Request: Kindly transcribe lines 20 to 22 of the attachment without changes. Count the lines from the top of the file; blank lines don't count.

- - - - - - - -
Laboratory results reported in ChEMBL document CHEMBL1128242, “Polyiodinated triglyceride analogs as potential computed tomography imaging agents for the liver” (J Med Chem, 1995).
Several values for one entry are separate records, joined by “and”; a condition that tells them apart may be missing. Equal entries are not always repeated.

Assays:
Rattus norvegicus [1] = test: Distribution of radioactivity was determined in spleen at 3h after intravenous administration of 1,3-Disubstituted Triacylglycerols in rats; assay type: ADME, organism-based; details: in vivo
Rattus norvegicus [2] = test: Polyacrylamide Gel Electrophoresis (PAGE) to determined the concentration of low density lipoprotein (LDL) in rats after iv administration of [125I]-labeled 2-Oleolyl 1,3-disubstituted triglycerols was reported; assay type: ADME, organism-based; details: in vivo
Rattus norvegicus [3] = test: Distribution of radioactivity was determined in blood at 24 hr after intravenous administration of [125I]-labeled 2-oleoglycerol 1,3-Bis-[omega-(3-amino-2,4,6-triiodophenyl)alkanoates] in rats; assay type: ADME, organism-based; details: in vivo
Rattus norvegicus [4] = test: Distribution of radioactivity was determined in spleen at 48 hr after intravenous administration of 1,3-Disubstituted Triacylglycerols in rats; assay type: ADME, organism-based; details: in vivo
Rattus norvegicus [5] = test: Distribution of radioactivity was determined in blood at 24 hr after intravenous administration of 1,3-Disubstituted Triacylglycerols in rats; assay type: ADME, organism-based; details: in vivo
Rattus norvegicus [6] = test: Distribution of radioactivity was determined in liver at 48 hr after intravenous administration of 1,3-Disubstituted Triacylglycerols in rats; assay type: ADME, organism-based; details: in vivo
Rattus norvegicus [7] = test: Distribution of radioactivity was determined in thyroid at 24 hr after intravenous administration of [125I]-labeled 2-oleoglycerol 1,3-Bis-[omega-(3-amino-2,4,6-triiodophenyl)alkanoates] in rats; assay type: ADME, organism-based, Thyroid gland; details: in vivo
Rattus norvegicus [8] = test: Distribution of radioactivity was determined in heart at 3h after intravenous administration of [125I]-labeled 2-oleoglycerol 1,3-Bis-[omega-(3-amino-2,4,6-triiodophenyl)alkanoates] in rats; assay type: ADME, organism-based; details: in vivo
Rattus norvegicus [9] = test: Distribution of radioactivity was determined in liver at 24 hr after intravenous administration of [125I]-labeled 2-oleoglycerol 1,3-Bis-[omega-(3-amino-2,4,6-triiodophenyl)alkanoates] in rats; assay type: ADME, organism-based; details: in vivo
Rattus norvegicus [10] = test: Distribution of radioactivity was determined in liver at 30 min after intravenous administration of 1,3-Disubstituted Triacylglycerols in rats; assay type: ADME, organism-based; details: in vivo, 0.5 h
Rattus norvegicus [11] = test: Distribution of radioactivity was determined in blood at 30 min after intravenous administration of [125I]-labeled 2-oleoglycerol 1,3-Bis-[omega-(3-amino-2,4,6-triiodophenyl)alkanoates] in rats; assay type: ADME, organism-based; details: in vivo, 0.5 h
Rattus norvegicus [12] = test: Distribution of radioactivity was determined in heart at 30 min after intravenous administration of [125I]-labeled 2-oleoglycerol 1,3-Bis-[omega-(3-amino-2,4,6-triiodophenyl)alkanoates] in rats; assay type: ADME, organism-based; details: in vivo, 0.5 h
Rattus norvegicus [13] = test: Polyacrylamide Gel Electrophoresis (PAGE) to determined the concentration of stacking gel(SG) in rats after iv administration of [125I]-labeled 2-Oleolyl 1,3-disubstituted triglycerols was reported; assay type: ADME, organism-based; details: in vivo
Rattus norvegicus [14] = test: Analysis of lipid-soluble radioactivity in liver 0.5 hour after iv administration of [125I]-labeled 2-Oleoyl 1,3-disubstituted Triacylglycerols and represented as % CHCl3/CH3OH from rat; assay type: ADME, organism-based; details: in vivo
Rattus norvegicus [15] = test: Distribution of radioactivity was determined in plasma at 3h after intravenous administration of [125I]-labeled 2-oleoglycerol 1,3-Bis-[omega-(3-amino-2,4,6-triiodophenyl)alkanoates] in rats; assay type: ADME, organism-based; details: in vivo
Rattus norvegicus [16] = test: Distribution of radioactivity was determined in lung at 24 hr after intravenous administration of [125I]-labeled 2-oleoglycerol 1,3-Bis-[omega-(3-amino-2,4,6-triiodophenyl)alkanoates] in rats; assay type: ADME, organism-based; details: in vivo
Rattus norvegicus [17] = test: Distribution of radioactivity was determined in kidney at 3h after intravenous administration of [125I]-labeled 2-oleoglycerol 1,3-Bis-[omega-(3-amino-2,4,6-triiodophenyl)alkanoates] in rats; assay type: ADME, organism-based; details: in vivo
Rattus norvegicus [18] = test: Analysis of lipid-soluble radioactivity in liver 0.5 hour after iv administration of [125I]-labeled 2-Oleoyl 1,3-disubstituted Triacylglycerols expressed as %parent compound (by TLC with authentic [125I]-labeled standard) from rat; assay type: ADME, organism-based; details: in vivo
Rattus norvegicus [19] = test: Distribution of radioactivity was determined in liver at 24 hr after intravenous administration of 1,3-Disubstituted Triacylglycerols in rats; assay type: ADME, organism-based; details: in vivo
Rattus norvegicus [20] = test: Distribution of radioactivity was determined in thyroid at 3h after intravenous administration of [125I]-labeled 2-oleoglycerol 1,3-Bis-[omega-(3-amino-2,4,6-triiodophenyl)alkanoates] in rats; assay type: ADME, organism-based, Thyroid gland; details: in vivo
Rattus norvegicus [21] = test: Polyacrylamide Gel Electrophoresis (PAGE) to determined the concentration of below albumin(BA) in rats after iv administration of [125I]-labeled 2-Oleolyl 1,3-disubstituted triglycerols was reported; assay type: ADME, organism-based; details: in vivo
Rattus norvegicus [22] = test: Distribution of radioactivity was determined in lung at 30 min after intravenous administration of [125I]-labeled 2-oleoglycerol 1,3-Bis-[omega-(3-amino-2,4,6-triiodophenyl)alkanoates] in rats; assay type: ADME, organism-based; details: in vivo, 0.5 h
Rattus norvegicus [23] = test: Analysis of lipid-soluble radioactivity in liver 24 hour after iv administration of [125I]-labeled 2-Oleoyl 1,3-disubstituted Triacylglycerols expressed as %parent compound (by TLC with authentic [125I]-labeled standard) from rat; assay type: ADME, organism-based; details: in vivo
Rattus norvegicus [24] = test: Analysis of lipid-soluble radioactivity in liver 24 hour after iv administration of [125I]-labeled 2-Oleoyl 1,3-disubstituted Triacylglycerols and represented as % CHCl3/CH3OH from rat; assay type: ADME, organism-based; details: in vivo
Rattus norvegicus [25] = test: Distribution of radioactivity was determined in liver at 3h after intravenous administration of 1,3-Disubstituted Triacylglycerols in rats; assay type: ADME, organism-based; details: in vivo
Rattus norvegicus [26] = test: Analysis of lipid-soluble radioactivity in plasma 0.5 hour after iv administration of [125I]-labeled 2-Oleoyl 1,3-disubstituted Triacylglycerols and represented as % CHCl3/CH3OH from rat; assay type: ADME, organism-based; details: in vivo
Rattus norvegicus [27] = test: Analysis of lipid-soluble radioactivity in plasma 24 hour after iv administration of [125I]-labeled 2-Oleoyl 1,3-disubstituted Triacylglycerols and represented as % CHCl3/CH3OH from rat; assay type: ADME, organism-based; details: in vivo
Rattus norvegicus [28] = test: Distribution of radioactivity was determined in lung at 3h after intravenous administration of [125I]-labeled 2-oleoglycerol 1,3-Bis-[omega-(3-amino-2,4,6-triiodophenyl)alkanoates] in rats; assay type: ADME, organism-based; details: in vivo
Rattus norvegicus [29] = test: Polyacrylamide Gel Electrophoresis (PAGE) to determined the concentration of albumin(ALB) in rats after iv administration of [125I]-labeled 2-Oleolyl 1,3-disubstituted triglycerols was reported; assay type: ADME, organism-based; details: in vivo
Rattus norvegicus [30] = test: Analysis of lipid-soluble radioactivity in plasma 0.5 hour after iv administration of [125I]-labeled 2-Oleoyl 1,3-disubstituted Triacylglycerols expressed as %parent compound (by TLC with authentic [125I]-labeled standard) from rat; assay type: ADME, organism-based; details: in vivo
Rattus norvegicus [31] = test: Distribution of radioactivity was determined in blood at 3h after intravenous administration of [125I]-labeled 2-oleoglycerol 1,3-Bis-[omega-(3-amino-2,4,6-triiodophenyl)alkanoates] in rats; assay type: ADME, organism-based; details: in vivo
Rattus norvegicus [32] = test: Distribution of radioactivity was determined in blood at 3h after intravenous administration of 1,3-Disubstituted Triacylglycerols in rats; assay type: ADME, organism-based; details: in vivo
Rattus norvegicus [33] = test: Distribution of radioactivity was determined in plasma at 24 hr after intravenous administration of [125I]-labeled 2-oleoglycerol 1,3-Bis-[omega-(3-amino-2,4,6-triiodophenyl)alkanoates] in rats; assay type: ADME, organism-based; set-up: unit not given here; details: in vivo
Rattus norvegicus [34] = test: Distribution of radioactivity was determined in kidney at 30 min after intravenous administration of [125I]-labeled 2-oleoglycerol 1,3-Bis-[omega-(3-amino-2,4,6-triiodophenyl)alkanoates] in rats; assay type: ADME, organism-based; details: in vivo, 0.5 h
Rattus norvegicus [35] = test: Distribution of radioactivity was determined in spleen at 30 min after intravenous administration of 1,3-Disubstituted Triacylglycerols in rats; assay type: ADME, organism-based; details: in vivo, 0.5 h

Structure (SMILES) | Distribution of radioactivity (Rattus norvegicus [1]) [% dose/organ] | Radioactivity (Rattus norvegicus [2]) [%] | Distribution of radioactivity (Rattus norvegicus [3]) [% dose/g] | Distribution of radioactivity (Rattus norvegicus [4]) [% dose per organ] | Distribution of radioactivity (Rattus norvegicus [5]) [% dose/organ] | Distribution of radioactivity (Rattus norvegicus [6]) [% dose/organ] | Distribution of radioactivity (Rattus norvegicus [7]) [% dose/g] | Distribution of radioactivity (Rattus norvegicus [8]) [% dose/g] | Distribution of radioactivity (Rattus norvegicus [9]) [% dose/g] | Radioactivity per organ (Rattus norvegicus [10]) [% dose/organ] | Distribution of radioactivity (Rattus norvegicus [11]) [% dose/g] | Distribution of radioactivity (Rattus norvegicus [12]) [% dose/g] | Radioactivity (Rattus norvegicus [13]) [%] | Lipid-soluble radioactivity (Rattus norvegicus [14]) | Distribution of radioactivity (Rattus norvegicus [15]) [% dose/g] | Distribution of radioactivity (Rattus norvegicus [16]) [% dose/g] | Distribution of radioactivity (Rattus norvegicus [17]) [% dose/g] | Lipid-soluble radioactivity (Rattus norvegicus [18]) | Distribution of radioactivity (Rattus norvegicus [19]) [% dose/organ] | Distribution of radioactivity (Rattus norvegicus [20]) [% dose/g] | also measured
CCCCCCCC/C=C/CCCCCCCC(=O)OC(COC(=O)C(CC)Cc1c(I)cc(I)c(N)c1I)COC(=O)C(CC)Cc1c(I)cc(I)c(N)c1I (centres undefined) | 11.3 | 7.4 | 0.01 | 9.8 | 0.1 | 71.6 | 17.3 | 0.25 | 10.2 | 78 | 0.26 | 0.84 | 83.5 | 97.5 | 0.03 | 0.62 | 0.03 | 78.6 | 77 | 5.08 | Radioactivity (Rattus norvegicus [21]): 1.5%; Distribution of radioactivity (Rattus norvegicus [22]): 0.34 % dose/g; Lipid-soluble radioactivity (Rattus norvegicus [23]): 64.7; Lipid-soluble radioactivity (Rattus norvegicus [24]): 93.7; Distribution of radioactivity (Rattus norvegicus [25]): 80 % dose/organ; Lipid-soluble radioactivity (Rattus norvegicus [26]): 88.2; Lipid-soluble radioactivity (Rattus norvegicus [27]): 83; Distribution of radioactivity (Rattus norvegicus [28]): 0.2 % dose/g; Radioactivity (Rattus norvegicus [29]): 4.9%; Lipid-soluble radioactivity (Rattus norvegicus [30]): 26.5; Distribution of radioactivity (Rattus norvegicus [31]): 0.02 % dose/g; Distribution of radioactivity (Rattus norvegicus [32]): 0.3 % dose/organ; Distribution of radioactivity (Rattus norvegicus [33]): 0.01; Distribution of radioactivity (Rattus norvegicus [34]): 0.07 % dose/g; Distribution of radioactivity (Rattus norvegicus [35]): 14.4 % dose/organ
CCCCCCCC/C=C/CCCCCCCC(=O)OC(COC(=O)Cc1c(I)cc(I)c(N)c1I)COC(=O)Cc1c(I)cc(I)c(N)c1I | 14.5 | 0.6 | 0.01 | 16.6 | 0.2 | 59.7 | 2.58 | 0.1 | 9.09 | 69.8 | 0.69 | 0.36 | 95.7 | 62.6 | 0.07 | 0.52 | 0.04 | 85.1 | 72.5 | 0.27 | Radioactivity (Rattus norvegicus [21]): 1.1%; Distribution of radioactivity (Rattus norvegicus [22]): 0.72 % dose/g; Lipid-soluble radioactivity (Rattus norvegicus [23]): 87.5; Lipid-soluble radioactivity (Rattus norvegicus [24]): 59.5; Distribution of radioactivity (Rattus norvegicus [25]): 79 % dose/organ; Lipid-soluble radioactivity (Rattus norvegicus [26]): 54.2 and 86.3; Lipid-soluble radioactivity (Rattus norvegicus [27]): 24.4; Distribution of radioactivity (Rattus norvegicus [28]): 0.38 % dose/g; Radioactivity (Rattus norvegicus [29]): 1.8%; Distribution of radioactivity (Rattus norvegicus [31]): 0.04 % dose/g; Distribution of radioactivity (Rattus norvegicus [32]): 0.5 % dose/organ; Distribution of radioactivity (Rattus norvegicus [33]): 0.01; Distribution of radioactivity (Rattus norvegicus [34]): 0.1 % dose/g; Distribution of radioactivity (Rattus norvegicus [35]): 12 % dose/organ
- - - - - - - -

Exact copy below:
Rattus norvegicus [17] = test: Distribution of radioactivity was determined in kidney at 3h after intravenous administration of [125I]-labeled 2-oleoglycerol 1,3-Bis-[omega-(3-amino-2,4,6-triiodophenyl)alkanoates] in rats; assay type: ADME, organism-based; details: in vivo
Rattus norvegicus [18] = test: Analysis of lipid-soluble radioactivity in liver 0.5 hour after iv administration of [125I]-labeled 2-Oleoyl 1,3-disubstituted Triacylglycerols expressed as %parent compound (by TLC with authentic [125I]-labeled standard) from rat; assay type: ADME, organism-based; details: in vivo
Rattus norvegicus [19] = test: Distribution of radioactivity was determined in liver at 24 hr after intravenous administration of 1,3-Disubstituted Triacylglycerols in rats; assay type: ADME, organism-based; details: in vivo